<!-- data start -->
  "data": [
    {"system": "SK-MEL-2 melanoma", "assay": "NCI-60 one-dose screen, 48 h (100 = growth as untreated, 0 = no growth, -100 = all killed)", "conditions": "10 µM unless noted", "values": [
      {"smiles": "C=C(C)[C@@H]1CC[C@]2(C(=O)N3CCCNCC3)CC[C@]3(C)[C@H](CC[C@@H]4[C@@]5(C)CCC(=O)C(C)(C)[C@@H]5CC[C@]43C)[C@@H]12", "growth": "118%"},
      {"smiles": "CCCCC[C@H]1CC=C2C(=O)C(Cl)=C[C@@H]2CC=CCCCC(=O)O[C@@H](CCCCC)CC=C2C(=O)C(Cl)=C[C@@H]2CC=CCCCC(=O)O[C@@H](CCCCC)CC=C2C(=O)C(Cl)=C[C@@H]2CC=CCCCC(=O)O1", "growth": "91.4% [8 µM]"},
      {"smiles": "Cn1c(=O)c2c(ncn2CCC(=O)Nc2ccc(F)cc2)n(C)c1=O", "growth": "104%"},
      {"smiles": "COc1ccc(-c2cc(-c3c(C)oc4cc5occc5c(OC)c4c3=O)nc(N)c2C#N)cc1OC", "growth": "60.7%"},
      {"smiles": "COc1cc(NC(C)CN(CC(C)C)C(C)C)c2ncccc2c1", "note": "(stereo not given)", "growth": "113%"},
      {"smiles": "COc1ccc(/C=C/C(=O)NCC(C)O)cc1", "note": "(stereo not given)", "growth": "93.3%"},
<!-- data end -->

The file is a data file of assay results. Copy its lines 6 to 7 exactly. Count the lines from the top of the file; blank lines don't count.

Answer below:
      {"smiles": "COc1ccc(-c2cc(-c3c(C)oc4cc5occc5c(OC)c4c3=O)nc(N)c2C#N)cc1OC", "growth": "60.7%"},
      {"smiles": "COc1cc(NC(C)CN(CC(C)C)C(C)C)c2ncccc2c1", "note": "(stereo not given)", "growth": "113%"},